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4.7 out of 5 stars
4.7 out of 5 stars
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on 12 February 2015
As far as the journey and the realism, its left me agog. This is my second favourite, as its also my second in terms of actual helpfulness in my opinion as far as finding a way through and something to help you stay sober beyond sobriety.
I read this a few years ago and loved his child-like voice in early years recounted.
In my small but fully earned opinion, if you want something more than symbolic trees to climb, and a deeper understanding and real way out the other side, as did I for decades before I found my book of redemption, Diary of a Drug Fiend by Aleister Crowley, please Dont let the name scare you off, my first read helped me get clean unexpectedly for 6 months from finishing it.
Wasted is beautifully written, and may help an addict feel less alone or even inspired to find help, but Crowley's book was the help.
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on 16 June 2008
Mark Johnson brings us into a world that fortunately for most of us, we never see. This book brings you to the levels that Mark Johnson experienced. The writing is terrific & brings you onto the streets with him & into the turmoil's of his life. This is a very honest book which at times, can be disturbing. I applaud Mark Johnson for getting his life back in order. I am also pleased that his fight has been recognised & totally agree with him when he says his qualifications are his experiences. It's an honest book that takes us down, goes through the 'ups & downs' of his life, the hurt that he passed onto people & try's to explain what drugs does to not only yourself, but to your loved ones. I also admire his honesty. Mark cannot be proud of what he done, but he can be proud of himself now that he came through some shocking experiences that you would not wish on your enemies. Well most of them anyway. Good Luck Mark.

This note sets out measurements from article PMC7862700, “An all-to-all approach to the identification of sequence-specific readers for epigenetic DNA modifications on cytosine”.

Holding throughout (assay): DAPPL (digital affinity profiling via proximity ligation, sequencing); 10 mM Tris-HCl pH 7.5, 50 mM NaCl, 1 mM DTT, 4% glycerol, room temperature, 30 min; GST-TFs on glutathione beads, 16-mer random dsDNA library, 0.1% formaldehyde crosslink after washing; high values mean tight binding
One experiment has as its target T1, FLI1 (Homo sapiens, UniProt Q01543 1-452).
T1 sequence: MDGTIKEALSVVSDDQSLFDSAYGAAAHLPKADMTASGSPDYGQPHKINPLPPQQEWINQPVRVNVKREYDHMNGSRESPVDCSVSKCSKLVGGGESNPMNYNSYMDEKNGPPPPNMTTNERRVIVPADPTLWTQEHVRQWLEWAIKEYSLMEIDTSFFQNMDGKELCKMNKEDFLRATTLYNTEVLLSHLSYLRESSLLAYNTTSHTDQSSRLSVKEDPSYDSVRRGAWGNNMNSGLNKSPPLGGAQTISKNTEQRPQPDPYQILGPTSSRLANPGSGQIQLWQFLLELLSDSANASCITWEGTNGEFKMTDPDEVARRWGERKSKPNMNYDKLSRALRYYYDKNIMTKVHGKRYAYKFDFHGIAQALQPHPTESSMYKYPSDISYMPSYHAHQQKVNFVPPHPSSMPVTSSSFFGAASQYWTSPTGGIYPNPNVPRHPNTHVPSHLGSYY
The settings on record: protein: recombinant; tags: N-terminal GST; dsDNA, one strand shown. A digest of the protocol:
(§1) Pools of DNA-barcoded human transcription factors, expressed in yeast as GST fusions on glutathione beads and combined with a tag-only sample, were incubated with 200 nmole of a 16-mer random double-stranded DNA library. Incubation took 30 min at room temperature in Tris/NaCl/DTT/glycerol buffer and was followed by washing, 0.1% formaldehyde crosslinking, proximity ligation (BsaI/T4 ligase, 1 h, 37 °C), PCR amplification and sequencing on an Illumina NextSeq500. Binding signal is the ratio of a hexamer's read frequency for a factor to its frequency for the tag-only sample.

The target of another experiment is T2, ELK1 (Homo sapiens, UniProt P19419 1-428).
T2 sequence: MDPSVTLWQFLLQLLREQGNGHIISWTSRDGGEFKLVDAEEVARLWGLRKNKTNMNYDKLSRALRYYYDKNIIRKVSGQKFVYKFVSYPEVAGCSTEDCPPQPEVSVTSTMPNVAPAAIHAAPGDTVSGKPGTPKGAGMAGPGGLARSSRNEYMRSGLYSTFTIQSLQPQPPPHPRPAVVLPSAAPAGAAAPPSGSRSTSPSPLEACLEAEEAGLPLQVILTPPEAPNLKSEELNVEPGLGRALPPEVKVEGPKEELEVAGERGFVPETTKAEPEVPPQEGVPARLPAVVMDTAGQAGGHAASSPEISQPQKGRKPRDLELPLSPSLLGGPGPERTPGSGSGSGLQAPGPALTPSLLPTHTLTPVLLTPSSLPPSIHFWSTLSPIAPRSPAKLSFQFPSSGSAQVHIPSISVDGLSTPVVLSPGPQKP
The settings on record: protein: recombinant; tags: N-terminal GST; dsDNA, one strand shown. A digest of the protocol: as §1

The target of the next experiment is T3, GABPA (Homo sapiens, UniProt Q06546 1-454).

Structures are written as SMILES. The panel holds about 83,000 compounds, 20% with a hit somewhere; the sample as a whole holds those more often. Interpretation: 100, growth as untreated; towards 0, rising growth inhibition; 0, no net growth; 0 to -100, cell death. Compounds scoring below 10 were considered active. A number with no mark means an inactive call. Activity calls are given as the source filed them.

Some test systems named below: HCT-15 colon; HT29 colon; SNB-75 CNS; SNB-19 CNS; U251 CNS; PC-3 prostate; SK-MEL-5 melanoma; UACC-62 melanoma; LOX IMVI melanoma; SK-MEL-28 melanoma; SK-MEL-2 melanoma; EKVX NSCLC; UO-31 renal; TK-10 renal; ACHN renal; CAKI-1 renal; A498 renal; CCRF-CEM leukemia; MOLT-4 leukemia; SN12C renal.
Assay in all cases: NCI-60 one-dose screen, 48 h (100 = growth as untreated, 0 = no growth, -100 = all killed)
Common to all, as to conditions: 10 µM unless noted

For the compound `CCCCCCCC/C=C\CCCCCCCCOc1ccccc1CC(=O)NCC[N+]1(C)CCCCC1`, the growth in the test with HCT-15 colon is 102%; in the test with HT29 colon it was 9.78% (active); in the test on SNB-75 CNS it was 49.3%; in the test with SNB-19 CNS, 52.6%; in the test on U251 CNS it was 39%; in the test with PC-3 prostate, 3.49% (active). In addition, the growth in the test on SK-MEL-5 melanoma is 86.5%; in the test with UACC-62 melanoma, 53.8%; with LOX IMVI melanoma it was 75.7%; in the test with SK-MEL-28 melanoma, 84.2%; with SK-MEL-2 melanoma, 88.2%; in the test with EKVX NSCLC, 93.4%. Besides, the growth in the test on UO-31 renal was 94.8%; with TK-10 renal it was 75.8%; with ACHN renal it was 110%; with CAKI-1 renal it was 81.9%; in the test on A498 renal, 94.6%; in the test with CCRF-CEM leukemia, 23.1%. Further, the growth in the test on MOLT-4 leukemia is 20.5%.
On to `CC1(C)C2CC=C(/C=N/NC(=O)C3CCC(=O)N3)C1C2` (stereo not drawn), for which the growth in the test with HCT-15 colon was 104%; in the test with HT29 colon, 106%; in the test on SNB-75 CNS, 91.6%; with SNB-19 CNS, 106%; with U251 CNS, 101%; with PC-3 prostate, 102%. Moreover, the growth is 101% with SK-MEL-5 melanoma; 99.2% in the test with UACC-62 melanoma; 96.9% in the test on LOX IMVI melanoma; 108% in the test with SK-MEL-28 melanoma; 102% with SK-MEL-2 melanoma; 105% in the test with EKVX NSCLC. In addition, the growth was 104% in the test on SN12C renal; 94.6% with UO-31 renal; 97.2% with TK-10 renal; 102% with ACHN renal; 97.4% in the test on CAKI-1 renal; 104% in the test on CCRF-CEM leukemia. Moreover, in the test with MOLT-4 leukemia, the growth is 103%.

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on 10 May 2015
BEVERLEY ANN HOPPER told from the heart this true story broke my heart. was so moving well done to mark for shareing this with us all
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on 25 May 2007
Lazy labels like `misery memoir' are slapped onto books of varying quality. Mark Johnson's Wasted, based on his life on the streets, is in a class of its own. It's a harrowing tale with a happy ending and a strong but far from simple message. Mark is an amazing success story, someone who, after years of abuse and addiction, offending and sleeping rough, has gone on to become living proof that rehab works. You could also say he's an example of the wisdom that comes with experience. In telling his own story, Mark is telling the story of other young people, and it's no surprise his ideas about mentoring are now being taken seriously by the probation service in England and Wales. There's nothing self-serving about his recollections, no denial, no preaching. This is the real deal from a writer who is bigger than the story he's telling, and with a story as powerful and compelling as this that's saying something. When Johnson talks about the world he came from, the one he left behind, and the one he wants to help others out of, his writing has the passing bell ring of truth. "Pranged is the tuning fork that never stops vibrating", Johnson says of the comedown from crack, "Pranged is fingernails on metal dustbin lids. Pranged is your body and mind being cut open and exposed to everything sharp in the world", and "pranged" is what the reader feels after putting down this brave, breathtaking, brutally honest book.
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on 13 May 2007